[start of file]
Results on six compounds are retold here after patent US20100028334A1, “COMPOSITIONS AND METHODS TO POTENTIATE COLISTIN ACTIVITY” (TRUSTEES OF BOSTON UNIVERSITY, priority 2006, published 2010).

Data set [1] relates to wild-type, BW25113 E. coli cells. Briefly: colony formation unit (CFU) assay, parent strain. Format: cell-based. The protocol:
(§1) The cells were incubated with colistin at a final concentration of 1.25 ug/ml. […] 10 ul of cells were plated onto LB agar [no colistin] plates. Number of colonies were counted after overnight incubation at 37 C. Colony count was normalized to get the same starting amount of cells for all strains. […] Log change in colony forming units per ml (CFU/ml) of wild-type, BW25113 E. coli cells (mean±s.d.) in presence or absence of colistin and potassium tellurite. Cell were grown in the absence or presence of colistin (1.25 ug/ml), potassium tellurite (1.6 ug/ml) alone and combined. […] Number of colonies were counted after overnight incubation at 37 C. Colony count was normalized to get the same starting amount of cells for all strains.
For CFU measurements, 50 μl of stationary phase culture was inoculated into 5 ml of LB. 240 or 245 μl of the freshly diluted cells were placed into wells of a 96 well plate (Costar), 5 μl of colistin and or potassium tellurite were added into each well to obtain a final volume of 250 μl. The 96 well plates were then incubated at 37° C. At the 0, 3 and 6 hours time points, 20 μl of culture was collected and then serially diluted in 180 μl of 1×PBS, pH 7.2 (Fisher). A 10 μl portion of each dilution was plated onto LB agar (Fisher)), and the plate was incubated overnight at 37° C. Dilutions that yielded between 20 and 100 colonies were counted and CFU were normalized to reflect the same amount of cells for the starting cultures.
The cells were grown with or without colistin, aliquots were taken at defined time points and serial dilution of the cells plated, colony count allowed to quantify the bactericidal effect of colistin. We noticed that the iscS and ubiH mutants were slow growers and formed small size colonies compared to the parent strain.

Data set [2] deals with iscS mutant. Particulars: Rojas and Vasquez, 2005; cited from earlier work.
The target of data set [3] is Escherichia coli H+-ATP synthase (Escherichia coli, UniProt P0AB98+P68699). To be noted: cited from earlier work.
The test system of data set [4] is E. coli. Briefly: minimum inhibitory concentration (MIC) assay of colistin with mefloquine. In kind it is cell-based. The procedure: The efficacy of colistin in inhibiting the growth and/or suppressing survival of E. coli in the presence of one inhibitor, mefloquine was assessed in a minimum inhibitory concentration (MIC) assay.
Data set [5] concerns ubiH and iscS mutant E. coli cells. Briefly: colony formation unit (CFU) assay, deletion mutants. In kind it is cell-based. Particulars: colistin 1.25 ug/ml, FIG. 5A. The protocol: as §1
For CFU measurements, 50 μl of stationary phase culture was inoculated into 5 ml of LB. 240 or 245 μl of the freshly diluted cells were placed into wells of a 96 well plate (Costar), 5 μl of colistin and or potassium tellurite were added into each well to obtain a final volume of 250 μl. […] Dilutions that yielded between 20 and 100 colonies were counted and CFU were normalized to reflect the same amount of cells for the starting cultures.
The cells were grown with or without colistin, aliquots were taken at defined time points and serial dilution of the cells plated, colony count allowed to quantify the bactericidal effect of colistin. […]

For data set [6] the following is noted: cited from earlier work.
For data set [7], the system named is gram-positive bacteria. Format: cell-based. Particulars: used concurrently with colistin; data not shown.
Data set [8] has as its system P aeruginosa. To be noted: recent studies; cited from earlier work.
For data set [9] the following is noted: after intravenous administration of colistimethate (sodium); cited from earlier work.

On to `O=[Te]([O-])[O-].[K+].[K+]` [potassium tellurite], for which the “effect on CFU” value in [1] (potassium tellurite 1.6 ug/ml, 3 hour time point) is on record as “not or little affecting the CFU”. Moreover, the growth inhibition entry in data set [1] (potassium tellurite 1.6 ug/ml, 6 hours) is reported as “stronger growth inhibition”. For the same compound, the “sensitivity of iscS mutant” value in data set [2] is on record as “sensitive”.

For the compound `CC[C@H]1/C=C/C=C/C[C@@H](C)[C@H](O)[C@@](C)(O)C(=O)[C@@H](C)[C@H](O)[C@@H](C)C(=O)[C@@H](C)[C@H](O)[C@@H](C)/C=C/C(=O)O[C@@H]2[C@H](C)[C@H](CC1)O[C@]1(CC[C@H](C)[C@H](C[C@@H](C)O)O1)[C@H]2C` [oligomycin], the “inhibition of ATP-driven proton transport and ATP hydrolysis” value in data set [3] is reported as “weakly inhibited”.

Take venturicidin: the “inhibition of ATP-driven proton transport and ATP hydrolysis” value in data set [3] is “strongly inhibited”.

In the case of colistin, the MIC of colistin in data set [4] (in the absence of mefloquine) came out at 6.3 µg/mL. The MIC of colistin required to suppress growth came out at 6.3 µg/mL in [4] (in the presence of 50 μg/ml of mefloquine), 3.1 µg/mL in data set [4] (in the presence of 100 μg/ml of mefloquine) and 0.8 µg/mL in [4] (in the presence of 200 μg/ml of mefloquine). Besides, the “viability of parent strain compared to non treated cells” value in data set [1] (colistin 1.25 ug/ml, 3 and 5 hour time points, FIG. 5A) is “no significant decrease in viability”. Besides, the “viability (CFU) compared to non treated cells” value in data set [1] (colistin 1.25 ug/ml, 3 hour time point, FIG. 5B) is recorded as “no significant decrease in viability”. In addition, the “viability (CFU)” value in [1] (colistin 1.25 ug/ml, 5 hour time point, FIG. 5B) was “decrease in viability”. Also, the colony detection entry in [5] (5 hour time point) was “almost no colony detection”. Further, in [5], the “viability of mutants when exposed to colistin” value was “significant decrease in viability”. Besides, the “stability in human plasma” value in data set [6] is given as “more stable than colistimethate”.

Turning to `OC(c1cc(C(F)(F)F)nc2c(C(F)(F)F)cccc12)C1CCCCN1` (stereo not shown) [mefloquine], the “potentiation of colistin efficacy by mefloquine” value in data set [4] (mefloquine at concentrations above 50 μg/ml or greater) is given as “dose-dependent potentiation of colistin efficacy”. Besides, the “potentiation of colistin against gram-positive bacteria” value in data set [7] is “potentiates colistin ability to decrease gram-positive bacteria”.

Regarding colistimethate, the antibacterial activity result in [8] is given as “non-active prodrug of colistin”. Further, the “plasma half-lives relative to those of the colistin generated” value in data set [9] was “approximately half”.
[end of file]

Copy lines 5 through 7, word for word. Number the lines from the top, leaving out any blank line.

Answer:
The cells were grown with or without colistin, aliquots were taken at defined time points and serial dilution of the cells plated, colony count allowed to quantify the bactericidal effect of colistin. We noticed that the iscS and ubiH mutants were slow growers and formed small size colonies compared to the parent strain.

Data set [2] deals with iscS mutant. Particulars: Rojas and Vasquez, 2005; cited from earlier work.
The target of data set [3] is Escherichia coli H+-ATP synthase (Escherichia coli, UniProt P0AB98+P68699). To be noted: cited from earlier work.